Signs and Symptoms of Oxycodone Addiction

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Oxycodone is a powerful, pain-relieving opioid prescribed by doctors. It is the pain reliever contained in the following well-known medications:

  • OxyContin (time-release oxycodone)
  • Percodan (oxycodone and aspirin)
  • Percocet (oxycodone and acetaminophen)
  • Tylox (oxycodone and acetaminophen)
  • Roxicet (oxycodone and acetaminophen)
  • Roxicodone (oxycodone)
  • Endocet (oxycodone and acetaminophen)

Oxycodone is a controlled substance because of its high potential for abuse and its ability to cause addiction.

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In the form of OxyContin, this pain reliever rose to international prominence, but not because of its usefulness in relieving pain. But rather because of the fraudulent marketing engaged in by the drug’s manufacturer, Purdue Pharma. As revealed in testimony before Congress, the false claims made by Purdue’s executives and staff encouraged doctors to prescribe this drug freely, for any kind of long-term pain. It took years for it to become widely known that long-term use of an opioid as powerful as oxycodone and in the high dosages encouraged by Purdue personnel created addiction. The lives of many millions of people were damaged or ruined by this tragic chapter in the drug’s history.1

According to the Substance Abuse and Mental Health Services Administration, 3.2 million people abused this drug in 2020. Only hydrocodone was abused more often.2

Aside from this terrible episode, oxycodone has valid use as a pain reliever for cancer pain, post-surgical pain or end-of-life pain.

Physical Signs of Oxycodone Addiction

Opioid abuse and addiction cause certain distinctive signs, like those listed below. The class of opioids includes opium, morphine, codeine, oxycodone, hydrocodone and fentanyl.

  • Sedation
  • Confusion
  • Slow movement
  • Euphoria
  • Nausea
  • Stomach pain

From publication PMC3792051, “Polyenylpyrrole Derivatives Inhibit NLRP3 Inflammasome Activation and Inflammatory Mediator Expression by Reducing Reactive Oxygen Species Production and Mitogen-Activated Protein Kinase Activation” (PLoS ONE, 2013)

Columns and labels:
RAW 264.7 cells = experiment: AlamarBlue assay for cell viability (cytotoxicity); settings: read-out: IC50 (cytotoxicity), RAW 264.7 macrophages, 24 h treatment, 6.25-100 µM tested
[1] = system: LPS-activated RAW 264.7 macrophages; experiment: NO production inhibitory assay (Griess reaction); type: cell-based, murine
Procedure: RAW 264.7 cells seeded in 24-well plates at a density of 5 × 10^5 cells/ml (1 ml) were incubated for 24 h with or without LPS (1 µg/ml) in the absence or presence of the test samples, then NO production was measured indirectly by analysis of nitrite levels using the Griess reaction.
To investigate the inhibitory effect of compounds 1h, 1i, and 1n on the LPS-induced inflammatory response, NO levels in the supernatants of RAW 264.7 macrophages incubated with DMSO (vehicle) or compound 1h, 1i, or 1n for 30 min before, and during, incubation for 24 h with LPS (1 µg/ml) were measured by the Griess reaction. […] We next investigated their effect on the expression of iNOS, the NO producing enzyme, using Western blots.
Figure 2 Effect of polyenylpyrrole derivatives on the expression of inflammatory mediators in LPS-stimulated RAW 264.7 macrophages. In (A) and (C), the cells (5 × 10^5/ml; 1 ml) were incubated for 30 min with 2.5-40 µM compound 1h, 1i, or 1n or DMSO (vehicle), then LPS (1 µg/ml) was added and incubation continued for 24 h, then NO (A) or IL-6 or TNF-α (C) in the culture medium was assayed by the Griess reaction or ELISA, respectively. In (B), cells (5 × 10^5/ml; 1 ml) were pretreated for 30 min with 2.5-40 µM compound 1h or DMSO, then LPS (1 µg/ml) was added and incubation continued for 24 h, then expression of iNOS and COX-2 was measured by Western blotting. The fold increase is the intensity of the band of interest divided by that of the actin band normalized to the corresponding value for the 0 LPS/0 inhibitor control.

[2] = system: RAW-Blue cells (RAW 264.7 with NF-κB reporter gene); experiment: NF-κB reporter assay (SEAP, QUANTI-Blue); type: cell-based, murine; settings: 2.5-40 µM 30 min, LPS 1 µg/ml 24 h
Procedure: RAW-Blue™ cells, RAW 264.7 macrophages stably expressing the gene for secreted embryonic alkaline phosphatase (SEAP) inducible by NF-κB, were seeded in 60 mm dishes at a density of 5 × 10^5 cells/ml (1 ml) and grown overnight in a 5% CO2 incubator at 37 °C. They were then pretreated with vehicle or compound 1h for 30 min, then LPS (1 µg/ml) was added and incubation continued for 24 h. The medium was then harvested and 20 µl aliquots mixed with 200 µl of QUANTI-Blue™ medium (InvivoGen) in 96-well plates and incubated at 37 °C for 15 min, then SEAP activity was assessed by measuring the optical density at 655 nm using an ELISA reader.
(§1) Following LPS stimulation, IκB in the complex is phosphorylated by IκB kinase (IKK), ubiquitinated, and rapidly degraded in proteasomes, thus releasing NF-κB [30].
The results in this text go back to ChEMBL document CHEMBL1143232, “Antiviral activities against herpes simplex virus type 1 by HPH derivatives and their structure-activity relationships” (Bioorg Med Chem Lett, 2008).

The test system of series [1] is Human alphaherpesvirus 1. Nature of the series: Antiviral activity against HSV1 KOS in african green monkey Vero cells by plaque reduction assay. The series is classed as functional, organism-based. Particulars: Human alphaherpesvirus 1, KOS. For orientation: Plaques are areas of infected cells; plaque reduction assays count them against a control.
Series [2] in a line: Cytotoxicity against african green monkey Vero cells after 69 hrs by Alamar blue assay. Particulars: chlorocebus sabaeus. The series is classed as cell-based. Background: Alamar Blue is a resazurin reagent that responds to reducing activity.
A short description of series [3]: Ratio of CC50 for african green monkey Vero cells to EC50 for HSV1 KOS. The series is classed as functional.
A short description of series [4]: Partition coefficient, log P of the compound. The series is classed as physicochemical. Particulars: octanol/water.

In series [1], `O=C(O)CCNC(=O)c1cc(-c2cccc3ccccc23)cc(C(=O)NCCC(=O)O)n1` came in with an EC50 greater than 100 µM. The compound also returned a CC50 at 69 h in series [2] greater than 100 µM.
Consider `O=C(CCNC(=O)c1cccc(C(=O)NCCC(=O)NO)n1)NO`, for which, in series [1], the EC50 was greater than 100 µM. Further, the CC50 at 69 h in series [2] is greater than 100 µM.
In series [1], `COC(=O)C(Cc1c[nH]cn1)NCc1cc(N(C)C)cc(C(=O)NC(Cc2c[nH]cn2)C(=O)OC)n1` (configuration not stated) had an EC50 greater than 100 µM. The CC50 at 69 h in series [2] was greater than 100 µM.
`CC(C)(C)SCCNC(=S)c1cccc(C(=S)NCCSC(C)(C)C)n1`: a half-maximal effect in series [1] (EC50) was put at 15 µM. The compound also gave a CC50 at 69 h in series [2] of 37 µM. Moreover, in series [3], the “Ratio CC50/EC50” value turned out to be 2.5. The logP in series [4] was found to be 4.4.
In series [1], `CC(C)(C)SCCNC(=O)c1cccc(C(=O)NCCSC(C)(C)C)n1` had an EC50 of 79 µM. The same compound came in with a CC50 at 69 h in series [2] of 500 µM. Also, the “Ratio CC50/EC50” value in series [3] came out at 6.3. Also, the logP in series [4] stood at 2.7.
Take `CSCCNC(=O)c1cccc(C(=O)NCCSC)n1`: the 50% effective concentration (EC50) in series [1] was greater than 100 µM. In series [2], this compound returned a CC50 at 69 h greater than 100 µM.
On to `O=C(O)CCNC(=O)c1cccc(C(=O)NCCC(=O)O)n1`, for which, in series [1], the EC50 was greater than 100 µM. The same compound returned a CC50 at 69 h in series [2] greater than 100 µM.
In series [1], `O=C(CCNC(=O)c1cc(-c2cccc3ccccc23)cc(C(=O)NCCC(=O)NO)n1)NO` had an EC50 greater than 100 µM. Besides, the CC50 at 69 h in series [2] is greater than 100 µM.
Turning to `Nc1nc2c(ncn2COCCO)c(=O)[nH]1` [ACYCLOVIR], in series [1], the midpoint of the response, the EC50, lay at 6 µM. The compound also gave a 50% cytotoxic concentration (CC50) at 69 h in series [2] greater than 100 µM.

• Headache
  • Vomiting
  • Itching
  • Dizziness
  • Lightheadedness
  • Tiny pupils

A person looking for these signs in someone they think might be misusing opioids should be aware that because of polydrug use (use of more than one drug in succession or at the same time), all these signs may not be visible. A person could combine opioid use with stimulant use, for example. Cocaine used after an opioid would make the person more alert, masking some of these signs.

Behavioral and Emotional Signs of Oxycodone Addiction

These behavioral, mental and emotional signs could reveal that a person is misusing this drug.3

  • Decreased sexual desire or ability to function
  • Mood changes
  • Agitation
  • Hallucinations

The Long-Term Physical Damage of Oxycodone Addiction

Oxycodone affects the function of every organ in the body, slowing or shutting down some functions. Slowed gastrointestinal function can result in constipation, bowel obstruction and internal bleeding. An opioid user is more likely to suffer sleep apnea and depressed function of the lungs which can predispose them to pneumonia.4

Some studies show an increased risk of cardiovascular problems among those on long-term opioid therapy or who misused the drug over a long period of time. There is also an increased risk of bone fractures. Infertility and hormone disruption are also effects of long-term exposure to opioids.

The Long-Term Emotional and Mental Damage of Oxycodone Addiction

Depressed woman